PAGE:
Senator John Danforth, an ordained Episcopal priest, gave a speech at the Episcopal Church's convention in Columbus, Ohio, in which he complained about the recent controversies within that denomination on issues relating to homosexuality. Danforth said,
"If the Episcopal church decides that what it is really into is latching on to the most divisive single issue for America today, focusing on that issue as hard ... as we can, then we'll splinter and we'll be even smaller in number than we are now. Then we are going to be viewed by the rest of the country as irrelevant.I can't help but wonder what kind of speech Danforth would have given at a convention of an American church in the 1850s that debated the subject of slavery. This idea that a church should not tackle an important issue of social justice simply because it might split the church strikes me as an argument for moral cowardice. In fact, American churches did undergo splits prior to the civil war on the issue of slavery--including the Baptists and Presbyterians. How does history judge those churches that refused to take stands against slavery at the time? And what should the voices of conscience done back then--should they have refused to oppose slavery out of fear of splitting their churches?
Relevancy isn't necessarily tied to the size of a church. Some denominations have exerted influence beyond their size--Quakers, for example, have always been a small denomination but have often exerted considerable moral influence on social issues throughout American history. (Ironically, two of the three main Quaker denominations, the Friends United Meeting and Evangelical Friends International, have taken bigoted stands against homosexual rights--which stands in stark contrast to the traditional Quaker opposition to slavery during the 19th century and the Quaker support for the interests of oppressed minorities. Fortunately, other Quakers, mostly found in the Friends General Conference, have taken a more enlightened view on this subject.)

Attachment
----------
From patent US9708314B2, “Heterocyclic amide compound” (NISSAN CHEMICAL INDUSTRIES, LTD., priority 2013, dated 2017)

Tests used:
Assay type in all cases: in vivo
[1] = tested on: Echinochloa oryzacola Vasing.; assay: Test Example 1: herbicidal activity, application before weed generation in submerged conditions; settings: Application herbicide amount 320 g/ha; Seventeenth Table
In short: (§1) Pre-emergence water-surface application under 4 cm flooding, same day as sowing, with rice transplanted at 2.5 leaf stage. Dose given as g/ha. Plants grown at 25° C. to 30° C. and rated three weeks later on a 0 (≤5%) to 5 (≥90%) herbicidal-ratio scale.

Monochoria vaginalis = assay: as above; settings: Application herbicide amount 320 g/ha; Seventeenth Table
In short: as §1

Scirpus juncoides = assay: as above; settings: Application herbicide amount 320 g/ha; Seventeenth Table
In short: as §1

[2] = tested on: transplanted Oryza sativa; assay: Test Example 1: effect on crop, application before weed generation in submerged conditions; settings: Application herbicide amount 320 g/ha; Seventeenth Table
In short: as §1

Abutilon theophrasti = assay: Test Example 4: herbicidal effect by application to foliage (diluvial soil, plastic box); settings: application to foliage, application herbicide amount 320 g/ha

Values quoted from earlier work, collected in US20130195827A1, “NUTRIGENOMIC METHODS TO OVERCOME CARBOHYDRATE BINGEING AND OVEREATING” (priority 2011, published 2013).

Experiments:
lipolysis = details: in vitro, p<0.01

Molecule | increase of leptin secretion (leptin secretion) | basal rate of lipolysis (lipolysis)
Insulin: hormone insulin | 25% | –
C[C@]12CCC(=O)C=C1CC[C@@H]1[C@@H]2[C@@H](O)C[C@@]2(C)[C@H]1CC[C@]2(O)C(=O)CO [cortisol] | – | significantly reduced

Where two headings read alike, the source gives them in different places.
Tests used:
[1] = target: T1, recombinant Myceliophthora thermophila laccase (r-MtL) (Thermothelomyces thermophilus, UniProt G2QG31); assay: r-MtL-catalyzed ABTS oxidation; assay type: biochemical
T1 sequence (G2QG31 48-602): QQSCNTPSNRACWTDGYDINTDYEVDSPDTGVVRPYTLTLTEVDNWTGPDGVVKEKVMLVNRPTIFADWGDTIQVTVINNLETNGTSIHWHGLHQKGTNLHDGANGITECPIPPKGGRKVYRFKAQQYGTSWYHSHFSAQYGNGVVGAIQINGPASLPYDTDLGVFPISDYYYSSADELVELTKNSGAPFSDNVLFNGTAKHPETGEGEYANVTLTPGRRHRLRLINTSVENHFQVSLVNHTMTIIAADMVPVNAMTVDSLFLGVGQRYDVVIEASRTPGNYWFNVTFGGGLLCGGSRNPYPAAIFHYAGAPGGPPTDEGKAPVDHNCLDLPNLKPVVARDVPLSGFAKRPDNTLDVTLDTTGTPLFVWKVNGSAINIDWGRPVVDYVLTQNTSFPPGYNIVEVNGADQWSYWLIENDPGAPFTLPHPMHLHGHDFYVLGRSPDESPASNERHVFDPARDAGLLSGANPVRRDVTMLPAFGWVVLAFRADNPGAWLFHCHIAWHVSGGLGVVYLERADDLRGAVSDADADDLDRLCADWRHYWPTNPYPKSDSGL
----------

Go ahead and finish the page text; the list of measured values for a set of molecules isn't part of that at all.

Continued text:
The question of whether Episcopalians should be willing to risk a split over a social justice issue gets to the heart of whether it makes sense for reform-minded people of a denomination to try to pursue reconciliation with the more conservative forces within their churches. This desire to hold the denomination together, when opposite forces are clearly sharing the same denominational roof, has not made sense to me.
In Matthew Fox's book A New Reformation: Creation Spirituality and the Transformation of Christianity, he asks the rhetorical question "Two Christianities: Time for a Divorce"? Fox is writing from his perspective as a former Catholic who was hounded out of that church by it reactionary inquisition (which was headed up by the man who is now the pope, Cardinal Ratzinger). Fox compares the two kinds of Christianity that are at conflict:
One worships a Punitive Father and teaches the doctrine of Original Sin. It is patriarchal in nature, links readily to fascist powers of control, and demonizes women, the earth, other species, science, and gays and lesbians. It builds on fear and supports empire building.How can such radically different traditions coexist within the same churches? It makes no sense to me, and it appears that it makes no sense to Fox either. He concludes:
The other Christianity recognizes the Original Blessing from which all being derives. It recognizes awe, rather than sin and guilt, as the starting point of true religion. It thus marvels at today's scientific findings about the wonders of the universe that has brought our being into existence and the wonders of our special home, the earth. It prefers trust over fear and an understanding of a divinity who is source of all things, as much mother as father, as much female as male. It is an emerging "woman church" that does not exclude men, and tries to consider the whole earth as a holy temple. Because it honors creation, it does not denigrate what creation has accomplished, which includes the 8 percent of the human population that is gay or lesbian and those 464+ other species with gay and lesbian populations. It considers evil to be a choice that we make as humans--one that separates us from our common good--and that we can unmake.
For some time, Christian churches, both Protestant and Catholic, have been trying to coexist within these two traditions. But with world developments being what they are--with the buttressing of the American empire under George Bush by fundamentalist ideology and religious forces, with "faith-based communities" encroaching on the principle of separation of church and state, with the ignoring of issues of poverty and economic justice, it is time to separate these two versions of Christianity.I believe that only by building a new religious movement, not constrained by a need to compromise with the Old Paradigm for the sake of holding together a divided denomination, can the New Paradigm flourish. It is time for the New Reformation to take hold.